2015 marks the United Nations (UN) International Year of Soils. The Food and Agriculture Organization (FAO) of the UN says that, “One-third of all soils in the world are degraded and unless new approaches are adopted, globally, arable and productive land per person in 2050 will be one one-fourth of the level in 1960.”
IFPRI researchers and their partners conduct cutting edge research on a variety of soil and land degradation related topics in various regions throughout the world. Recent highlights from our work include the following:
- IFPRI senior research fellow Ephraim Nkonya, discusses The Economics of Land Degradation Initiative and and related work in a recent video on land degradation. In the video he states that the study is trying to answer a very simple question: What are the effects of land degradation and what can be done for the communities that suffer from it? Nkonya asks, “How can the nations of the world take action against land degradation?”
- Research for Ethiopia’s Agriculture Policy (REAP) created a recipe for success by introducing fertilizer blends to farmers in Ethiopia. Soil types in Ethiopia vary considerably throughout the country. Traditionally, however, all soil has been treated the same. The first fertilizer blending facility in Ethiopia was inaugurated last June in the Oromia region at the Becho-Woliso Farmers’ Cooperative Union. Creating fertilizer blends means that farmers now have the correct combination of ingredients to replenish missing nutrients in the soil.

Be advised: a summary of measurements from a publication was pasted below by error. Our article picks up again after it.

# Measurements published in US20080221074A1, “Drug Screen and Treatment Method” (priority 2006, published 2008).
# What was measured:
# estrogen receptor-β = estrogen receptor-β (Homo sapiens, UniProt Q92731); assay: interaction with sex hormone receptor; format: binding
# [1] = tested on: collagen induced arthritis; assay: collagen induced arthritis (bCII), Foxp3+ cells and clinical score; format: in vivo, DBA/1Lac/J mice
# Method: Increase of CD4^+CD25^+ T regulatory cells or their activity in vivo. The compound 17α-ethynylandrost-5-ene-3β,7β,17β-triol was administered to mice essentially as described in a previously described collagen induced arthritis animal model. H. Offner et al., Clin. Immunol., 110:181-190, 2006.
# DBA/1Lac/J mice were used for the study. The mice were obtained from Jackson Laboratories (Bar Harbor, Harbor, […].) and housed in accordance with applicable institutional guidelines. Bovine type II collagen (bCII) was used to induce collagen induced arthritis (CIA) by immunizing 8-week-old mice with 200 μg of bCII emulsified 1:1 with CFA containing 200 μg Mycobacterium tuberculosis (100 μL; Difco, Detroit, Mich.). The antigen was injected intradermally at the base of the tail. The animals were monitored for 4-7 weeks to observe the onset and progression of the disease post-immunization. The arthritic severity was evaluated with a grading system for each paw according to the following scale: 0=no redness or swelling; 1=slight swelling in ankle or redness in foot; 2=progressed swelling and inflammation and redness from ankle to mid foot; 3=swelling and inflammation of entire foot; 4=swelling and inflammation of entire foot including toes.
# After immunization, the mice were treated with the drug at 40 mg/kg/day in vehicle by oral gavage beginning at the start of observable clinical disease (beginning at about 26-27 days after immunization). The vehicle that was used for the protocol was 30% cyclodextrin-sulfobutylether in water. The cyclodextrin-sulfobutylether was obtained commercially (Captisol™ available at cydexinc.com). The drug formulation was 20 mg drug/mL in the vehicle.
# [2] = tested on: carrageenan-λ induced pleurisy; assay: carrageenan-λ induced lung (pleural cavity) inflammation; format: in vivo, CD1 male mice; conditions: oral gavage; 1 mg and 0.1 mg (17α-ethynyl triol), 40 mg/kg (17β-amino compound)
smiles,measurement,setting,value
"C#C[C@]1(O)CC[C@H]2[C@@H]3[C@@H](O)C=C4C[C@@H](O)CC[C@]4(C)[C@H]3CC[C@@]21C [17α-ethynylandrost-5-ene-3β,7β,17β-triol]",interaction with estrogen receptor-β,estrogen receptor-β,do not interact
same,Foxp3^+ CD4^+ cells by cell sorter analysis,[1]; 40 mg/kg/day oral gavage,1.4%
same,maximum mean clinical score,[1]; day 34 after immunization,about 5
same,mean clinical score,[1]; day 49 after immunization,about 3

- HarvestPlus has an ongoing project called HarvestZinc that examines the linkage between zinc levels in soils, plant uptake, and human nutrition. The project utilizes a combination of plant breeding and fertilizer application strategies. These offer great promise and represent a complementary approach to alleviate zinc deficiency related problems in human nutrition and crop production.
- HarvestChoice uses a number of data sources and approaches in attempting to capture the multiple dimensions of soil quality, their impact on crop yields, and the effectiveness of alternative soil and soil and water management interventions. As with other agroecological factors such as rainfall, temperature, and irrigation potential, soil quality is a key determinant in allowing farmers to maximize the yield potential of their crops. As such, the soil data mapping units compiled by IFPRI research fellow Jawoo Koo were used in a series of IFPRI research monographs examining future climate change scenarios in different regions of Africa.
- The 2014 book Food Security in a World of Natural Resource Scarcity provides guidance on various agricultural technologies for increasing productivity during global climate change, and one of the recommended technologies is no-till farming. According to the authors’ research, no-till farming alone could increase global maize yields by 20 percent, but also irrigating the same no-till fields could increase maize yields by 67 percent in 2050.
Executive Secretary of the United Nations Convention to Combat Desertification from 2007-2013, Luc Gnacadja, has said, “In our crop land alone, every year, we lose up to 24 billion tons of soil. Soil is the most valuable georesource that we have.” 2015 will be an important year for research surrounding soils.